The microgrid – 1.4 megawatts of solar generation capacity from SolarCity and Tesla and 6 megawatt hours of battery storage from 60 Tesla Powerpacks – was implemented within just one year from start to finish. Credit: SolarCity

Tesla converts an entire island of American Samoa from 100% diesel to 100% solar energy

The microgrid – 1.4 megawatts of solar generation capacity from SolarCity and Tesla and 6 megawatt hours of battery storage from 60 Tesla Powerpacks – was implemented within just one year from start to finish. Credit: SolarCity

The microgrid – 1.4 megawatts of solar generation capacity from SolarCity and Tesla and 6-megawatt hours of battery storage from 60 Tesla Powerpacks – was implemented within just one year from start to finish. Credit: SolarCity

Yesterday morning, Tesla Motors’ shareholders approved the company’s merger with SolarCity, one of the biggest residential solar energy contractors in the United States, with over 300,000 customers. If you remember Elon Musk’s amazing press conference in October, the merger positions Tesla as a fully sustainable energy trident made of transportation (Tesla EVs), energy generation (SolarCity), and energy storage (Tesla’s Powerwall).

In anticipation of the merger, Tesla and SolarCity were already working together on several projects. One of the most exciting is the complete energy transformation of Ta‘ū, one of the five islands in American Samoa — a remote island chain and territory of the United States located in the South Pacific Ocean, some 4,000 miles away from the West Coast.

For as long as they can remember, all of the island’s 600 inhabitants have relied on diesel generators to power their homes, small shops, harbor or the indispensable water pumps. Every year, 100,000 gallons of fuel had to be imported. A significant portion of this fuel was reserved for the transportation of the energy itself, and there were countless times when the supply boats didn’t arrive on time, forcing power outages throughout the island.

“I recall a time they weren’t able to get the boat out here for two months. We rely on that boat for everything, including importing diesel for the generators for all of our electricity. Once diesel gets low, we try to save it by using it only for mornings and afternoons. Water systems here also use pumps, everyone in the village uses and depends on that. It’s hard to live not knowing what’s going to happen. I remember growing up using candlelight. And now, in 2016, we were still experiencing the same problems,” said Keith Ahsoon, a local resident, quoted by SolarCity.

Now, Ta‘ū is completely self-sustained thanks to the combined efforts and tech of Tesla and SolarCity. A 1.4-megawatt solar array is more than enough to meet the islanders’ energy requirements and 60 Tesla Powerpacks amounting to 6-megawatt hour store enough energy to power the island for up to three days if the solar panels are cut off.

“Ta’u is not a postcard from the future, it’s a snapshot of what is possible right now. Renewable power is an economical, practical solution for a growing number of locations and energy needs, and islands that have traditionally relied on fossil fuels can easily transition to microgrids powered by solar and storage today,” a SolarCity statement reads.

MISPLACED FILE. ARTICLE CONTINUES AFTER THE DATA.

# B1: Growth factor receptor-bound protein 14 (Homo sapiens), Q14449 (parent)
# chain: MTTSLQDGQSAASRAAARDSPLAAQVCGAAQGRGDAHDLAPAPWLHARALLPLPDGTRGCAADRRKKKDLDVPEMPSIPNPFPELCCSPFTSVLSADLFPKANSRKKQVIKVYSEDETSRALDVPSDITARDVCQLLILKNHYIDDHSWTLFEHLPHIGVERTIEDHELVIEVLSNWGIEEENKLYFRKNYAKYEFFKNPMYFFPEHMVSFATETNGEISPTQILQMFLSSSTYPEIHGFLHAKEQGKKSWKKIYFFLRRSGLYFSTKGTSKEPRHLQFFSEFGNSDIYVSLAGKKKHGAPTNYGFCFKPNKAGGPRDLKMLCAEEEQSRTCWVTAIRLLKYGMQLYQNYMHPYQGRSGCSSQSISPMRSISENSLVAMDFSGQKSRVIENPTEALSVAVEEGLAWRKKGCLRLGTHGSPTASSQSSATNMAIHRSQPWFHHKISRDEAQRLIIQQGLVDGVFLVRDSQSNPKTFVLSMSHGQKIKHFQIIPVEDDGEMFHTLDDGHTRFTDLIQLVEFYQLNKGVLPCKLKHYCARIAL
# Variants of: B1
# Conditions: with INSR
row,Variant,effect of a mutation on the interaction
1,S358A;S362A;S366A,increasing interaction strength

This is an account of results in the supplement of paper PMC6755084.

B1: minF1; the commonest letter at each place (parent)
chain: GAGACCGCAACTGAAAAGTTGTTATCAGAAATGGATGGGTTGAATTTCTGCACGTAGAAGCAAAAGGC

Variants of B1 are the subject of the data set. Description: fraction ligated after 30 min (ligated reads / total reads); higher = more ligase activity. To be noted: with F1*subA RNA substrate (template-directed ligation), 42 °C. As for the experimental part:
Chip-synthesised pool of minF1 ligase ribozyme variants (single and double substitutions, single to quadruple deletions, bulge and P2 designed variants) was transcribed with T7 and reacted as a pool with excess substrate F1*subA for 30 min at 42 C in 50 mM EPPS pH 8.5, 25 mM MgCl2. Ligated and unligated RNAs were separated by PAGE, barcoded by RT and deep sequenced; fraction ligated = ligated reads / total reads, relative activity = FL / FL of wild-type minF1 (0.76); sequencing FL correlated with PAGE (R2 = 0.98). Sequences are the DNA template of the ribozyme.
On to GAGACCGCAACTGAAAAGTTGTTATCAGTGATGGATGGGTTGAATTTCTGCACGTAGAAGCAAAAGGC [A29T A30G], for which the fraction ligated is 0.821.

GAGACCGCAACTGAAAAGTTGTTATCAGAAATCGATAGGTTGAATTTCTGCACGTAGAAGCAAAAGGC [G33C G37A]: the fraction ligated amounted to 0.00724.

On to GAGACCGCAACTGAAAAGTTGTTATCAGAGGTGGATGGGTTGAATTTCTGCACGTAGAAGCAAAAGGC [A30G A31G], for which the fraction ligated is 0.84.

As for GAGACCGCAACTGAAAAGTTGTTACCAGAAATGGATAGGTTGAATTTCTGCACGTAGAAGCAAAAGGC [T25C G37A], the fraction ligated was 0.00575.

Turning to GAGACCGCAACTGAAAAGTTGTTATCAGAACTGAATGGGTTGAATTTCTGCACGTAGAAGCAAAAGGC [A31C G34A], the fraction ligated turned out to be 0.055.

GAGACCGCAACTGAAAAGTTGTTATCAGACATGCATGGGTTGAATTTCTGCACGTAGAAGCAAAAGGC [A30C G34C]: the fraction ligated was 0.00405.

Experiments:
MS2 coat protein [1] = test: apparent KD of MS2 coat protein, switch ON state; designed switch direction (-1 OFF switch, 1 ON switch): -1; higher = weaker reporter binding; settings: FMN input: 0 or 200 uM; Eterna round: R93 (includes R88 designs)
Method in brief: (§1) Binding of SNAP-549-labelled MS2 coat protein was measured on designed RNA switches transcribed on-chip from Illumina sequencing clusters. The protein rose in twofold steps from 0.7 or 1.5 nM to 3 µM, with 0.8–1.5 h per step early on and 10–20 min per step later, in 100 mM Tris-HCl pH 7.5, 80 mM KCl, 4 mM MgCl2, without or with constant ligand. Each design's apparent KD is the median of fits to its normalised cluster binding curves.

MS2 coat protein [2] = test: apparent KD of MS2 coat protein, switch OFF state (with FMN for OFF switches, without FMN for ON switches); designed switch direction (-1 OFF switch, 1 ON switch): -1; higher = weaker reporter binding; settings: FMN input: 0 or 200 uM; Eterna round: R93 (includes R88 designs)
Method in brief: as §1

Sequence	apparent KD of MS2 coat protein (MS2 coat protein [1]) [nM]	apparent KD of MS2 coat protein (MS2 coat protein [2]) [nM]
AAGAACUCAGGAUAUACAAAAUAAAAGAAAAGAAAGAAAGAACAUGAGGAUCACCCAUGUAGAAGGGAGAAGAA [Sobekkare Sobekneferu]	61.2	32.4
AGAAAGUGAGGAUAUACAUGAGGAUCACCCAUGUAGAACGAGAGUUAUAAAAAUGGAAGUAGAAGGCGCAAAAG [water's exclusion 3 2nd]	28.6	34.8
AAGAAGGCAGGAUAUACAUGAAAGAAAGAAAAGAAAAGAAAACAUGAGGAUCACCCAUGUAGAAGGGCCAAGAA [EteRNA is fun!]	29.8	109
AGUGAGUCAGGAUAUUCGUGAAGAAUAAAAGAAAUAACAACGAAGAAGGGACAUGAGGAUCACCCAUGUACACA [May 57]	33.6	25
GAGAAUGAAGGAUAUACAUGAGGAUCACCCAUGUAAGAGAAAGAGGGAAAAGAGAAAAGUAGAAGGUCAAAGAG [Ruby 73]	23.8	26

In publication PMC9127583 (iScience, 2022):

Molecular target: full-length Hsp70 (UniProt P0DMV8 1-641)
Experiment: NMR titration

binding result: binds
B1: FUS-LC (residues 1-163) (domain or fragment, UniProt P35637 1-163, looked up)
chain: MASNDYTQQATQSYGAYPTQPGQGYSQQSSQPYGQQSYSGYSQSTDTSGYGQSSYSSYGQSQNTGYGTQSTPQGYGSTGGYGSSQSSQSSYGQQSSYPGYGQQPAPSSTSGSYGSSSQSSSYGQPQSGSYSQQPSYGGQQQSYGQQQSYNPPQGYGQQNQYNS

A snapshot of some of the 60 PowerWalls installed on the island. Credit: SolarCity

A snapshot of some of the 60 PowerWalls installed on the island. Credit: SolarCity

“It’s always sunny out here, and harvesting that energy from the sun will make me sleep a lot more comfortably at night, just knowing I’ll be able to serve my customers,” said Ahsoon.

“This is part of making history. This project will help lessen the carbon footprint of the world. Living on an island, you experience global warming firsthand. Beach erosions and other noticeable changes are a part of life here. It’s a serious problem, and this project will hopefully set a good example for everyone else to follow,” the Samoan resident added.

The project was funded by the American Samoa Economic Development Authority, the Environmental Protection Agency, and the Department of Interior.

Updated November 25, 2016 for clarity. The initial draft mistook the island of Ta’u for the whole island chain of American Samoa. Ta’u is one of five islands belonging to American Samoa. 

 

29 thoughts on “Tesla converts an entire island of American Samoa from 100% diesel to 100% solar energy

  1. Pingback: 特斯拉太阳能小岛也有啦!岛上现在用电100%清洁 - 代码哥

  2. Dr.K.SParthasarathy

    Nice news story. Why there is no effort to work out the expenses? Can it be done?In a remote area the present solar power system may be defend-able even when it is expensive. Invoking savings in carbon foot print is also defend-able, though it is trivial in absolute terms!.

  3. Pingback: 特斯拉太阳能小岛也有啦!岛上现在用电 100% 清洁 – 数码周刊

  4. ThePragmatist

    American Samoa is made up of 5 islands: the main island of Tutuila where 90% of the population lives, and the smaller islands of Ta'u, Aunu'u, Ofu and Fatu Rock. Only the 600 people on Ta'u are getting solar, not the main island of Tutuila. To say that the entire island of American Samoa went solar is wrong. I wish it was true but it isn't.